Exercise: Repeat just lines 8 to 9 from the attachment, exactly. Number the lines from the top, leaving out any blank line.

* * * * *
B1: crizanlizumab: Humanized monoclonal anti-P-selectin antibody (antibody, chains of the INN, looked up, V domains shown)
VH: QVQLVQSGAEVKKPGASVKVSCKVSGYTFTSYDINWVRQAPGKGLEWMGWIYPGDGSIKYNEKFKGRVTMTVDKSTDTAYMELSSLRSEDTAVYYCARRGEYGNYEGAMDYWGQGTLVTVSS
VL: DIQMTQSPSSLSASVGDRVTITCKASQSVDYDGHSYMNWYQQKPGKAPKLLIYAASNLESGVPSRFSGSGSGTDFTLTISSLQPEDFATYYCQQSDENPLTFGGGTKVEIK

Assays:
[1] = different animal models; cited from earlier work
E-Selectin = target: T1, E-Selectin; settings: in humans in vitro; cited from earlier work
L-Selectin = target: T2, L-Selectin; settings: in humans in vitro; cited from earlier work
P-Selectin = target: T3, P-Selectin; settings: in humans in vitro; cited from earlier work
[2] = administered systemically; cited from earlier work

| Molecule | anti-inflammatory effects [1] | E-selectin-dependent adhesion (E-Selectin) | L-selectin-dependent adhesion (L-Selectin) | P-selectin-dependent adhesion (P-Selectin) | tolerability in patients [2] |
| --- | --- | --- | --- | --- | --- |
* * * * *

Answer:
P-Selectin = target: T3, P-Selectin; settings: in humans in vitro; cited from earlier work
[2] = administered systemically; cited from earlier work